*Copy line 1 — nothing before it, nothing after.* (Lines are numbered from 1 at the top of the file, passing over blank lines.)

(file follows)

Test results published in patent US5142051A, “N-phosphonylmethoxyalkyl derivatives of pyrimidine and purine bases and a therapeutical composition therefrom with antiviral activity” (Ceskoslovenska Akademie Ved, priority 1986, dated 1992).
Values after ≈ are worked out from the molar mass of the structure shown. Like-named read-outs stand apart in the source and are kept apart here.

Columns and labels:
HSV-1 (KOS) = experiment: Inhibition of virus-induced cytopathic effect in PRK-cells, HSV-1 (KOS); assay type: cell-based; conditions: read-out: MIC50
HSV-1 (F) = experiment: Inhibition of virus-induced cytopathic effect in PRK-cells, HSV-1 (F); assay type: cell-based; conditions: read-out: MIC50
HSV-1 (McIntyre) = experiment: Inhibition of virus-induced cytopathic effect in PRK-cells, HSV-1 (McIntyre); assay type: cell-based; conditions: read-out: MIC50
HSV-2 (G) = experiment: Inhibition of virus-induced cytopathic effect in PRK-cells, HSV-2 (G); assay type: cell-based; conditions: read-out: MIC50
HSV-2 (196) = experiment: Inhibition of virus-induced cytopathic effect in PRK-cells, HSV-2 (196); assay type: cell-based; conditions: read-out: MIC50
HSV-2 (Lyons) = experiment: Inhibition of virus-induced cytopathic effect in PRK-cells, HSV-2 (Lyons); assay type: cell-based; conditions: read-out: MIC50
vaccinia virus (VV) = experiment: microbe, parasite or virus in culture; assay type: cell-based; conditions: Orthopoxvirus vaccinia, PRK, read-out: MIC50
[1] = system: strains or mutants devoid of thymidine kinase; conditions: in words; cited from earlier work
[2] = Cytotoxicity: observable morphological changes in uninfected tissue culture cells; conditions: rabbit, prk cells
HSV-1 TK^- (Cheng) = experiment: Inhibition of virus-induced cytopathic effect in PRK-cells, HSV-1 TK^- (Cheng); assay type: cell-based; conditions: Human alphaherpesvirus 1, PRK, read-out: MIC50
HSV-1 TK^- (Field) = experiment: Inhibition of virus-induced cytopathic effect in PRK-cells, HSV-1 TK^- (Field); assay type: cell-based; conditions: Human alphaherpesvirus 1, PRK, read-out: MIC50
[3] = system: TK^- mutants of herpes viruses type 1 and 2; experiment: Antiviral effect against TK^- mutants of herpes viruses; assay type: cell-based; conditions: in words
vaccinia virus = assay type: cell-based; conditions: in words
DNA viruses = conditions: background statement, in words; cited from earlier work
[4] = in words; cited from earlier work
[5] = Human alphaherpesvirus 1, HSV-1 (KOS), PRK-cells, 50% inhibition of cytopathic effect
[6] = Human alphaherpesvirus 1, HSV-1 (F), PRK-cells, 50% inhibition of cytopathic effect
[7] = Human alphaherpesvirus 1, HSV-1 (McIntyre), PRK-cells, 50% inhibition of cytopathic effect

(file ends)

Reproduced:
Test results published in patent US5142051A, “N-phosphonylmethoxyalkyl derivatives of pyrimidine and purine bases and a therapeutical composition therefrom with antiviral activity” (Ceskoslovenska Akademie Ved, priority 1986, dated 1992).